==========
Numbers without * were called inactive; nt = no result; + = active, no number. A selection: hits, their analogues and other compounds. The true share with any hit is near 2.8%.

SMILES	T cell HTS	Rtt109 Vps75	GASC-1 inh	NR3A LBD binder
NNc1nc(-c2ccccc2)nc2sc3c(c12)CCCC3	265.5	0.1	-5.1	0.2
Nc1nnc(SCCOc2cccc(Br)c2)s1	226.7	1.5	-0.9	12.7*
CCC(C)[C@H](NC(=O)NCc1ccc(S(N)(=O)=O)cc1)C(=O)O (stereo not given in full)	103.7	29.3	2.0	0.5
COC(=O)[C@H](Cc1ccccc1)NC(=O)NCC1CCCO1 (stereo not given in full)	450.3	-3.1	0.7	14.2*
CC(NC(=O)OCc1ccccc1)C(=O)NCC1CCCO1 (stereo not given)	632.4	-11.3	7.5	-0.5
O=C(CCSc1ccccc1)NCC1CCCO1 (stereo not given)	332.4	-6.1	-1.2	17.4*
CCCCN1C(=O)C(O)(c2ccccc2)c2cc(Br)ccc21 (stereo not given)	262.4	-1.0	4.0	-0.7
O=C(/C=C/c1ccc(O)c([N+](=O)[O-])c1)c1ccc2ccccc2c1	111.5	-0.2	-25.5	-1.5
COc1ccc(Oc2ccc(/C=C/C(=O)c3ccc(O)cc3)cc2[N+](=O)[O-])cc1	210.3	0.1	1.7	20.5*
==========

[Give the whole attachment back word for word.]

Numbers without * were called inactive; nt = no result; + = active, no number. A selection: hits, their analogues and other compounds. The true share with any hit is near 2.8%.

SMILES	T cell HTS	Rtt109 Vps75	GASC-1 inh	NR3A LBD binder
NNc1nc(-c2ccccc2)nc2sc3c(c12)CCCC3	265.5	0.1	-5.1	0.2
Nc1nnc(SCCOc2cccc(Br)c2)s1	226.7	1.5	-0.9	12.7*
CCC(C)[C@H](NC(=O)NCc1ccc(S(N)(=O)=O)cc1)C(=O)O (stereo not given in full)	103.7	29.3	2.0	0.5
COC(=O)[C@H](Cc1ccccc1)NC(=O)NCC1CCCO1 (stereo not given in full)	450.3	-3.1	0.7	14.2*
CC(NC(=O)OCc1ccccc1)C(=O)NCC1CCCO1 (stereo not given)	632.4	-11.3	7.5	-0.5
O=C(CCSc1ccccc1)NCC1CCCO1 (stereo not given)	332.4	-6.1	-1.2	17.4*
CCCCN1C(=O)C(O)(c2ccccc2)c2cc(Br)ccc21 (stereo not given)	262.4	-1.0	4.0	-0.7
O=C(/C=C/c1ccc(O)c([N+](=O)[O-])c1)c1ccc2ccccc2c1	111.5	-0.2	-25.5	-1.5
COc1ccc(Oc2ccc(/C=C/C(=O)c3ccc(O)cc3)cc2[N+](=O)[O-])cc1	210.3	0.1	1.7	20.5*